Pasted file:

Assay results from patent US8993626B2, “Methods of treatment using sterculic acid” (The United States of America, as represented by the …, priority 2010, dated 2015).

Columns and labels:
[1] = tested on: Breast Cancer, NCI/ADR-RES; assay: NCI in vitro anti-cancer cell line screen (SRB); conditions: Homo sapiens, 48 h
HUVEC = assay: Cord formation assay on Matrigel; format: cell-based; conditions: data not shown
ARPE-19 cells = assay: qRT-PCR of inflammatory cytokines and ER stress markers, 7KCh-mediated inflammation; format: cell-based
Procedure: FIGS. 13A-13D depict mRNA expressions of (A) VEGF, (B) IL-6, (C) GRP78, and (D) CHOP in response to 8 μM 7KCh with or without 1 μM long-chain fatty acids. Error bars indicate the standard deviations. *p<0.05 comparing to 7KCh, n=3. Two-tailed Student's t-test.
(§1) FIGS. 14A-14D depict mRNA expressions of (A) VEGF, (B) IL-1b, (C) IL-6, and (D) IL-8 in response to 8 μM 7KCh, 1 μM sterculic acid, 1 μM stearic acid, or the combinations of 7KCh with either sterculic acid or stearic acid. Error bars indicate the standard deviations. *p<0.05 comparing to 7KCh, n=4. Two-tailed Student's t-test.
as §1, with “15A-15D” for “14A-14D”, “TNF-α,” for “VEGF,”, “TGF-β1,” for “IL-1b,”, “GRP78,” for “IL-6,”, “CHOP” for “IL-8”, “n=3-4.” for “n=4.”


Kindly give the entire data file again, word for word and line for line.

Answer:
Assay results from patent US8993626B2, “Methods of treatment using sterculic acid” (The United States of America, as represented by the …, priority 2010, dated 2015).

Columns and labels:
[1] = tested on: Breast Cancer, NCI/ADR-RES; assay: NCI in vitro anti-cancer cell line screen (SRB); conditions: Homo sapiens, 48 h
HUVEC = assay: Cord formation assay on Matrigel; format: cell-based; conditions: data not shown
ARPE-19 cells = assay: qRT-PCR of inflammatory cytokines and ER stress markers, 7KCh-mediated inflammation; format: cell-based
Procedure: FIGS. 13A-13D depict mRNA expressions of (A) VEGF, (B) IL-6, (C) GRP78, and (D) CHOP in response to 8 μM 7KCh with or without 1 μM long-chain fatty acids. Error bars indicate the standard deviations. *p<0.05 comparing to 7KCh, n=3. Two-tailed Student's t-test.
(§1) FIGS. 14A-14D depict mRNA expressions of (A) VEGF, (B) IL-1b, (C) IL-6, and (D) IL-8 in response to 8 μM 7KCh, 1 μM sterculic acid, 1 μM stearic acid, or the combinations of 7KCh with either sterculic acid or stearic acid. Error bars indicate the standard deviations. *p<0.05 comparing to 7KCh, n=4. Two-tailed Student's t-test.
as §1, with “15A-15D” for “14A-14D”, “TNF-α,” for “VEGF,”, “TGF-β1,” for “IL-1b,”, “GRP78,” for “IL-6,”, “CHOP” for “IL-8”, “n=3-4.” for “n=4.”